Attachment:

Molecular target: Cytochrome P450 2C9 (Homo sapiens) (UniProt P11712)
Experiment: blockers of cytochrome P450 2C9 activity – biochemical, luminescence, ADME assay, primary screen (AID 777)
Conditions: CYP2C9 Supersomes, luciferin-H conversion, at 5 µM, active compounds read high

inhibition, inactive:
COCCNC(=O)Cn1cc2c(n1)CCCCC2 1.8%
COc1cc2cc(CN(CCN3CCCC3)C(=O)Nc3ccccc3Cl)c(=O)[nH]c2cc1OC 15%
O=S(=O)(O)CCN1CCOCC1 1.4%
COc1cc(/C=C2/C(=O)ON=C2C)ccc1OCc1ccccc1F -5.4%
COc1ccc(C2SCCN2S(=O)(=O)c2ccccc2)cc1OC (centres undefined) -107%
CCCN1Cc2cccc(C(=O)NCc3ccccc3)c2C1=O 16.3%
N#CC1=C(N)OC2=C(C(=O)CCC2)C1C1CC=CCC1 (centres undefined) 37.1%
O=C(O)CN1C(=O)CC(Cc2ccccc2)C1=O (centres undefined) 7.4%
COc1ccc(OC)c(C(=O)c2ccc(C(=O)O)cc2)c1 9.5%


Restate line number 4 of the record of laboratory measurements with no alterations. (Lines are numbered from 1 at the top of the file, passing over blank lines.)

inhibition, inactive: